American Journal of Respiratory and Critical Care Medicine

To the Editor:

Respiratory movements cause motion artifacts during image acquisition of the thorax and upper abdomen, which limit the clinical use of magnetic resonance imaging in the visualization of lung parenchyma and thoracic vascular structures (1, 2), reduce the accuracy of positron emission tomography (3, 4), and increase the toxicity of radiation therapy, directly influencing the amount of normal tissue included in the irradiated volumes (5, 6).

Suppressing respiratory movements during imaging acquisition and radiation therapy may, therefore, improve image quality and reduce healthy tissue irradiation while maximizing radiation dose to the tumor. The suppression of thoracic movement has been previously obtained in invasively ventilated subjects under general anesthesia using high-frequency ventilation (HFV), which ensures oxygen delivery and carbon dioxide (CO2) clearance (79).

We performed an interventional, crossover, randomized, open-label study, applying for the first time HFV using a noninvasive interface (HF-NIV) to obtain prolonged apnea (absence of thoracoabdominal respiratory movements) in 10 nonsedated healthy adults with normal spirometry and no known cardiopulmonary disease (median age, 30 yr; range, 26–56 yr; 6/10 men). The study was conducted in accordance with the Declaration of Helsinki and the local ethics committee (Protocol 225/14 CHUV-DO-PART).

HF-NIV was performed using a Monsoon III ventilator (Acutronic Medical Systems, Hirzel, Switzerland) and a noninvasive patient interface (Phasitron; Percussionaire, Sagle, ID). This setting allowed constant monitoring of airway pressures and the application of ventilation with an open airway, protecting against overpressure, and allowing the resumption of spontaneous breathing at any moment during HFV. Each participant performed three breath hold attempts after 1 minute of self-induced hyperventilation: a maximal spontaneous (unassisted) apnea and two HF-NIV–assisted attempts with respiratory rate (RR) of 250/min and 500/min, in a randomized sequence. The working pressure of the ventilator was set to obtain a lung volume between the end-inspiratory lung volume and the total lung capacity, and a mean airway pressure of 15 to 20 cm H2O, adapted according to volunteers’ comfort. To minimize the risk of barotraumas, the ventilator safety pressure relief valve was set at 40 cm H2O. Inspired oxygen fraction was 100%. The test was interrupted on resumption of spontaneous breathing or after 20 minutes of apnea. Chest and abdominal motion bands were applied to obtain respiratory inductive plethysmography, and a pneumotachograph and a pressure transducer were inserted in the ventilator circuit (Embla N7000; Embla Systems, Reykjavik, Iceland) to record ventilator’s flow and pressure. Continuous transcutaneous capnography (TcCO2) and oxygen saturation (SpO2) were recorded using a Digital Monitoring System (SenTec, Therwil, Switzerland).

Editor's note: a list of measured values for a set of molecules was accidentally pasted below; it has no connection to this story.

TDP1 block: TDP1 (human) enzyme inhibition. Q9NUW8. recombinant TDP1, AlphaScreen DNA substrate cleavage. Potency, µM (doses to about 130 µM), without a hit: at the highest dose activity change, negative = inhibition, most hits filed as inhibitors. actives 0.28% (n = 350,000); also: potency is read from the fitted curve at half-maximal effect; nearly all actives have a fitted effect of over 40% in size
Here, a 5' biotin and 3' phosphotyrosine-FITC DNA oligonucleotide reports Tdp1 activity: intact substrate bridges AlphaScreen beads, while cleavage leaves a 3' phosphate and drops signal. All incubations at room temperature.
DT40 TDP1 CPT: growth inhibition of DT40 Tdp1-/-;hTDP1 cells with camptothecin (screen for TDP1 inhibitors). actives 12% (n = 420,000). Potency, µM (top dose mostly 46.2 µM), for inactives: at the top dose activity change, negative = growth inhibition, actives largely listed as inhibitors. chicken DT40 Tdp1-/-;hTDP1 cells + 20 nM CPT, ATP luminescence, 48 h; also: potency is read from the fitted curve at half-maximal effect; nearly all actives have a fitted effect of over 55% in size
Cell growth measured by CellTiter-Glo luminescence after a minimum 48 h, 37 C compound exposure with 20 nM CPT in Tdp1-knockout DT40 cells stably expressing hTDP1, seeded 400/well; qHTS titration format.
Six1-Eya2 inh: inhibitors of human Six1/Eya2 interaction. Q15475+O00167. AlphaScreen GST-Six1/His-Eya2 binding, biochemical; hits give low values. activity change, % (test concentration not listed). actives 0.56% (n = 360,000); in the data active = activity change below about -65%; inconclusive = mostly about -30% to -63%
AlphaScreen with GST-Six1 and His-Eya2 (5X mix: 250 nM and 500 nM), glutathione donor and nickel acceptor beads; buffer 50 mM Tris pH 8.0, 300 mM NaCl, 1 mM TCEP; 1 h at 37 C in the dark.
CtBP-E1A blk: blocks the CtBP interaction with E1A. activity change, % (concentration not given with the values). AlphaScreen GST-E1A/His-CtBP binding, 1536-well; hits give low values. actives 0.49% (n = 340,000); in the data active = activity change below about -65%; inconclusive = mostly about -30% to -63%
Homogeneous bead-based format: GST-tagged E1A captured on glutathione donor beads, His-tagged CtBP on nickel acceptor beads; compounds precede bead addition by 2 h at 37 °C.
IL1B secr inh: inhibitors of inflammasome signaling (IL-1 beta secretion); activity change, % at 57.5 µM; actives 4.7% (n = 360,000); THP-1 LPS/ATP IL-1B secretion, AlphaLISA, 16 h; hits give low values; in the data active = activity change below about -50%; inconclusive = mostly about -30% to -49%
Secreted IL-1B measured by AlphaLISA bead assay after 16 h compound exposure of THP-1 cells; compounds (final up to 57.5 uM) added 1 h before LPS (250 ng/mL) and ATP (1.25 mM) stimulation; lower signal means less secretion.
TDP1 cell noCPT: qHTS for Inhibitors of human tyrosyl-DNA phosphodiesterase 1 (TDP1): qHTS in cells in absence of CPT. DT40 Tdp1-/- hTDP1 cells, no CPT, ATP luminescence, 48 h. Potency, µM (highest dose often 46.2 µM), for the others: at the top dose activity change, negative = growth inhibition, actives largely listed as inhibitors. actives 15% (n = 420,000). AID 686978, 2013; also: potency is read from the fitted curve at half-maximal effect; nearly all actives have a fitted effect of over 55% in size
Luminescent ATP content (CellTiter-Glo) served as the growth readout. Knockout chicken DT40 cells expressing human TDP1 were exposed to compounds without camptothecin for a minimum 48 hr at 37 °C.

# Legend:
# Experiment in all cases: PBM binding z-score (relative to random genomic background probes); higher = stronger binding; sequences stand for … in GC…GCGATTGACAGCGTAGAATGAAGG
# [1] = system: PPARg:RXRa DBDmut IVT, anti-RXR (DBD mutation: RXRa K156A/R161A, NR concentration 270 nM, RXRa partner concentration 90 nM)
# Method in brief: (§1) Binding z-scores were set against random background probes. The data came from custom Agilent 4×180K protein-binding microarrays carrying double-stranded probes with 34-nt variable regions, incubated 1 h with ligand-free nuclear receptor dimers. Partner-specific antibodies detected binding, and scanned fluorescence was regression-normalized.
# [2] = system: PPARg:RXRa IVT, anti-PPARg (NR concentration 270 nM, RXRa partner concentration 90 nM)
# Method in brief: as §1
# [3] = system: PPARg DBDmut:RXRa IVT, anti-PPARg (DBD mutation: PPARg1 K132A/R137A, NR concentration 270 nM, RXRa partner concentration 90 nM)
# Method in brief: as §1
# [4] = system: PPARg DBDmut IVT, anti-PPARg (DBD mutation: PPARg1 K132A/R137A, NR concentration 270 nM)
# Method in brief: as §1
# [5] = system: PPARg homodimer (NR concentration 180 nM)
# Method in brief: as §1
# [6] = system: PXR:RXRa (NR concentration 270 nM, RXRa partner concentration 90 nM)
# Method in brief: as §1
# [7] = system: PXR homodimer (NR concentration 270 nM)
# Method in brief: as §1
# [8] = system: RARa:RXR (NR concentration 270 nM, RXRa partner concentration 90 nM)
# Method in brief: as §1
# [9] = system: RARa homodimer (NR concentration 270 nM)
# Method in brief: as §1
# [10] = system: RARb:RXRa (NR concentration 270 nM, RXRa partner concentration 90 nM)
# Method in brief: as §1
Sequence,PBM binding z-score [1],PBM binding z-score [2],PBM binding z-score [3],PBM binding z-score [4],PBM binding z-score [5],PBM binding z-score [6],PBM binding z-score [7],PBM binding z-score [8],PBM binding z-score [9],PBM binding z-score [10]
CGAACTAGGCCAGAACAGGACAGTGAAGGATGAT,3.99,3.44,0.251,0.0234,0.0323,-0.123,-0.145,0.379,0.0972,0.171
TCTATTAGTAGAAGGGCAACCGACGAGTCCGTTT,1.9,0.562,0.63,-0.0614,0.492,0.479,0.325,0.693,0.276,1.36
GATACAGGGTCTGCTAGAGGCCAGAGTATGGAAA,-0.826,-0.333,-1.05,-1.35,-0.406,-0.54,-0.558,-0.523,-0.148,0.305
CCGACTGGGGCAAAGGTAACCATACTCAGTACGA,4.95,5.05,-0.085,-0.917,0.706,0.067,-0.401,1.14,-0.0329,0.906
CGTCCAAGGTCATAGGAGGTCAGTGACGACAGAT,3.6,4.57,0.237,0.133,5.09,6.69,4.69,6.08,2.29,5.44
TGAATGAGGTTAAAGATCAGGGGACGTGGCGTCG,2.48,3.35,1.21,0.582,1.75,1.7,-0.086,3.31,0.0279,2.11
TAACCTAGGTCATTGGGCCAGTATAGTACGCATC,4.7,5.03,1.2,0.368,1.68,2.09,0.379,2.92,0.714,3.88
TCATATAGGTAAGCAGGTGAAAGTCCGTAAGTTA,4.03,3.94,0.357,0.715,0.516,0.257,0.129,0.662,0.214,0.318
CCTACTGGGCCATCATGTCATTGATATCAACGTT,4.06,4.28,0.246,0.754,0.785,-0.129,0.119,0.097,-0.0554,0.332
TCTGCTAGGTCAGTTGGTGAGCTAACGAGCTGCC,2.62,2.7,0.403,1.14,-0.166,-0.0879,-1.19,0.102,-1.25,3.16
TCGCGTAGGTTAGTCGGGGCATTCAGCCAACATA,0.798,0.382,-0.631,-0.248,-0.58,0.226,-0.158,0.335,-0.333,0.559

The duration of apnea was considered as the primary end point, defined as a reduction of the respiratory inductive plethysmography–derived flow (X flow) by 90% or more compared with spontaneous breathing. Artifacts secondary to swallowing movements, which briefly interrupt the ventilation delivery, were excluded from the analysis. We used paired Wilcoxon tests to compare measurements. The amplitude of the thoracic and abdominal movements during each test were assessed computing the coefficient of variation—defined as the ratio of the SD to the mean—of the values measured by the thoracoabdominal motion bands.

HF-NIV with an RR of 250/min resulted in a median apnea duration of 20:00 minutes (interquartile range [IQR], 11:16–20:00 min; in 7/10 participants the attempt was interrupted after 20:00 minutes according to the study protocol), which was significantly longer than the value obtained during unassisted apnea (median, 2:16 min; IQR, 1:41–2:45 min; P = 0.002) and using HF-NIV with RR 500/min (median, 5:16 min; IQR, 3:57–6:48 min; P = 0.002) (Figure 1). The efficacy of HF-NIV at 250/min was explained by an effective CO2 clearance, with median TcCO2 at the end of the RR 250/min apnea trial being 0.8 mm Hg (IQR, −1.1 to 4.4 mm Hg) higher than the baseline value during spontaneous breathing (P = 0.232). In fact, the delivered tidal volume of HFV depends on the respiratory rate and was 54 ml (IQR, 52–57 ml) for the RR 250/min trial. Contrarily, the tidal volume was 26 ml (IQR, 26–27 ml) during the RR 500/min test, and TcCO2 increased by 6.2 mm Hg (IQR, 5.4–9.0 mm Hg; P < 0.01 compared with the baseline value during spontaneous breathing), leading to respiration resumption by the participant. SpO2 remained greater than or equal to 97% during all the HF-NIV tests. The very small tidal volumes resulted in a significant reduction of the thoracic and abdominal movements compared with spontaneous breathing (Figure 2).